Raymond Michaud is a 66 year-old paper mill supervisor from Frenchville. He worked for Fraser Paper Limited in Madawaska for 30 years. In 2000, he suffered a chemical exposure at work that injured his lungs and had a long-term effect on his pulmonary health. He was medically restricted from working in the mill, as he could not be exposed to fumes and dust and could not exert himself. In 2002, the mill gave him a light duty office assignment, which was less than full-time, and which he performed for approximately one year.

In 2003, due to financial difficulties, the mill announced it would lay off 190 employees. Supervisory employees over the age of 55, including Michaud, were given the option to take early retirement, with certain incentives. Michaud accepted the early retirement package, assuming that as an older worker on a less than full-time light duty assignment, his position would be eliminated during layoffs.

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In Johnson v. True North Salmon, the Maine Workers’ Compensation Board emphasized the importance of performing a good faith work search when seeking 100% partial incapacity benefits under Section 213. A 50 year-old laborer in a fish processing plant, Johnson suffered a repetitive stress injury to his elbow from “pin boning” several hundred fish a day at work. Johnson did not have a high school diploma and had worked in jobs requiring heavy or repetitive use of both hands for his entire life. Prior to his injury, Johnson earned $480 a week at True North Salmon. Subsequently, his doctor diagnosed him with epicondylitis causing swelling and pain and gave him work restrictions of no heavy or repetitive work with his right hand.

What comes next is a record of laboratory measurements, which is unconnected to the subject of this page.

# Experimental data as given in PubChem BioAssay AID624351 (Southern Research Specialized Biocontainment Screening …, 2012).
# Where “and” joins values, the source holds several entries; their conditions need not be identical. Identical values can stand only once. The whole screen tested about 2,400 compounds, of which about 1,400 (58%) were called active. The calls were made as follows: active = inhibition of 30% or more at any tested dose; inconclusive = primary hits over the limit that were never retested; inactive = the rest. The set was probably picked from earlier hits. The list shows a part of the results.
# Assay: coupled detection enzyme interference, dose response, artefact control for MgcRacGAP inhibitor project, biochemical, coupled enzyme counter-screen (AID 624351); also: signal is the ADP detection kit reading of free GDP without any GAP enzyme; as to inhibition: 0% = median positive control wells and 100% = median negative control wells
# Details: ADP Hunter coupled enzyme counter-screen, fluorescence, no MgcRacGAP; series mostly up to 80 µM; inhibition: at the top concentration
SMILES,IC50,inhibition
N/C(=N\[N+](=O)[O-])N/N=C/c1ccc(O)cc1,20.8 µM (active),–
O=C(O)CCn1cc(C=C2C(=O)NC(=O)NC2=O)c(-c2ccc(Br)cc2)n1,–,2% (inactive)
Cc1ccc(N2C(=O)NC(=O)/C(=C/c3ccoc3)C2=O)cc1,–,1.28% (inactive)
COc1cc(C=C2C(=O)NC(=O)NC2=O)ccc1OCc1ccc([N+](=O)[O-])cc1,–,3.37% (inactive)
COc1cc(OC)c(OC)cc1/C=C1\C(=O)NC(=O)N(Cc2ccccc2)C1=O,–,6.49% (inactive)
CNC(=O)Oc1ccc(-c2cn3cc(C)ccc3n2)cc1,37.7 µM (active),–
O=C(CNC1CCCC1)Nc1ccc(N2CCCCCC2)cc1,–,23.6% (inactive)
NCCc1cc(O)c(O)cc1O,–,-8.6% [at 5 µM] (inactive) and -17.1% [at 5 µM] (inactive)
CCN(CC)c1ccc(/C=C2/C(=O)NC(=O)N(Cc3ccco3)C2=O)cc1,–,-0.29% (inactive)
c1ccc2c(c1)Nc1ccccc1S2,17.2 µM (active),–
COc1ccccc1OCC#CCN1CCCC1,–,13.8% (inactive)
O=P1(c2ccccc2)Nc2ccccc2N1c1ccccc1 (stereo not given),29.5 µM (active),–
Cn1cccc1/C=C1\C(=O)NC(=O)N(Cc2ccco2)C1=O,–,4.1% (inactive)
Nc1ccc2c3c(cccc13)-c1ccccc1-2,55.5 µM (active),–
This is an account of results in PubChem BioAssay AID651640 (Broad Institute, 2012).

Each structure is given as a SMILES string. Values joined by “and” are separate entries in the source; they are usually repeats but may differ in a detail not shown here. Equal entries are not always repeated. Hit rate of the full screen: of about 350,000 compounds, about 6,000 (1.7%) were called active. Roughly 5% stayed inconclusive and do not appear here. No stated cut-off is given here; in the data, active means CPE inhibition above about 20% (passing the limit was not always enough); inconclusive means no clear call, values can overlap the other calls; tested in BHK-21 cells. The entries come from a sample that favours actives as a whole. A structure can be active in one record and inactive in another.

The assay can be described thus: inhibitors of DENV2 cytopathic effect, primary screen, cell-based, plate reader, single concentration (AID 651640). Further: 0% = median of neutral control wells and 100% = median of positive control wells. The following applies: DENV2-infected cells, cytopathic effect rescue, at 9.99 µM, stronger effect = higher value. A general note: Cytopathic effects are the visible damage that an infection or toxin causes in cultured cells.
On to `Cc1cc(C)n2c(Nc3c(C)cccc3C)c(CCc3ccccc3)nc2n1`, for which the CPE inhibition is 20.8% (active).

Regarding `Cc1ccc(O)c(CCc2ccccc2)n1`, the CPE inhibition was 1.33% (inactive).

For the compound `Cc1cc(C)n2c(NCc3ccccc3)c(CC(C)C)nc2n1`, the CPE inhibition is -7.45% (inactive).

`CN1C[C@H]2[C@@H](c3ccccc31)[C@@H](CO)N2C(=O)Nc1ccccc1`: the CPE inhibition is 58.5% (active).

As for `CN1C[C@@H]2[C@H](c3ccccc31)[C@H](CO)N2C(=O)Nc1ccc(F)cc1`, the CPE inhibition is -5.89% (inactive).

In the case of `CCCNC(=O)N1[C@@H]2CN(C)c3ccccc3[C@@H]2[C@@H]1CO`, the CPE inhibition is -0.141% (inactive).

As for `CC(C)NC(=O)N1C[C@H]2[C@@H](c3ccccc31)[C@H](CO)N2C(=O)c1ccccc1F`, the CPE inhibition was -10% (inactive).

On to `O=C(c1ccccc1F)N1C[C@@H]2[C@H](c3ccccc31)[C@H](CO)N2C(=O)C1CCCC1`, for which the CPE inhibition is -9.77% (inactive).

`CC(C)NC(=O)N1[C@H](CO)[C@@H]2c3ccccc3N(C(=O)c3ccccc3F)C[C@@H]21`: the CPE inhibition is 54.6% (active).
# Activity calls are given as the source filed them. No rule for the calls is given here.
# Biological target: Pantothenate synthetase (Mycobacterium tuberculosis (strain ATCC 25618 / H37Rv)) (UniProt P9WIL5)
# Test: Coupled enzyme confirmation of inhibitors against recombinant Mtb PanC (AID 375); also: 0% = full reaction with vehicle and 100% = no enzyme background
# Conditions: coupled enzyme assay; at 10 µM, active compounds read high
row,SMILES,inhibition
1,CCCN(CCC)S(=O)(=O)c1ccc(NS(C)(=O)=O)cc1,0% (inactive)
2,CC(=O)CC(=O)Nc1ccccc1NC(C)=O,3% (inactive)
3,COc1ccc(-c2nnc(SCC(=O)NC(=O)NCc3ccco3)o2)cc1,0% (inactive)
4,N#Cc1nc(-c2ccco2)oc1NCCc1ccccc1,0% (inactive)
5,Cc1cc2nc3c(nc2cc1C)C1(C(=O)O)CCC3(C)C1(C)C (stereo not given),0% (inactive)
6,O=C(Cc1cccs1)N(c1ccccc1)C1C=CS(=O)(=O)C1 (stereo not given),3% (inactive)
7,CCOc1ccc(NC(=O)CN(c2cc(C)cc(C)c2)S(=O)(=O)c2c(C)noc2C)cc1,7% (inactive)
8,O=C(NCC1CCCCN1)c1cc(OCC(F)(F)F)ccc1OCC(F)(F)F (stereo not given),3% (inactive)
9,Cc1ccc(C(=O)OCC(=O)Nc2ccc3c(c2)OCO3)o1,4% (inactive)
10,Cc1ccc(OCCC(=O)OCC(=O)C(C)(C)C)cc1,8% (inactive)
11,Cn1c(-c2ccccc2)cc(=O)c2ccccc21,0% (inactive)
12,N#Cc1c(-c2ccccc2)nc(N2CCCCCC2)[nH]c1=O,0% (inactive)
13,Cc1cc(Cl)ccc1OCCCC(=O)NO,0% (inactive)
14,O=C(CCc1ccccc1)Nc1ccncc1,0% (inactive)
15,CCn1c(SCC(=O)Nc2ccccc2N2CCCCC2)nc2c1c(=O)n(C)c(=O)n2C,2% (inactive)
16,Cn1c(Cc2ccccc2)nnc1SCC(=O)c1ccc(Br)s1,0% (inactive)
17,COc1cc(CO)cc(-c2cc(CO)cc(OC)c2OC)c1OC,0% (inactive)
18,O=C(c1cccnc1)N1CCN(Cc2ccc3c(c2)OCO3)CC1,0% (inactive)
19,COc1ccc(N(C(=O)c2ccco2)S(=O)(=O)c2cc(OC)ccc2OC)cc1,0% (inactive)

Because he could not return to pin boning and the company had no light duty work for him, Johnson asked the Board to award 100% partial incapacity benefits under Section 213. To obtain 100% benefits for only partial incapacity, Johnson had to show, through work search or other vocational evidence, that work was unavailable within his local community as a result of his work injury. Johnson produced evidence of a work search conducted over the course of five months, but the Board declined to award 100% benefits because Johnson listed several employers repeatedly, week after week, most of which were not actually advertising job openings, and he did not use help wanted ads or other employment resources. Instead, the Board found that Johnson could earn $225-250 per week and reduced his benefits accordingly. The Board did take into account Johnson’s limitations with respect to the use of his right hand as a result of the work injury, his age, lack of education, lack of experience, training or transferable skills, and the fact that he lives in an isolated geographic area of the State with a poor labor market, finding that these factors, combined with his work injury, made it unlikely that he would be able to find steady, full-time employment. However, the Board felt that Johnson had not met his burden of proof to show that he looked for work in good faith.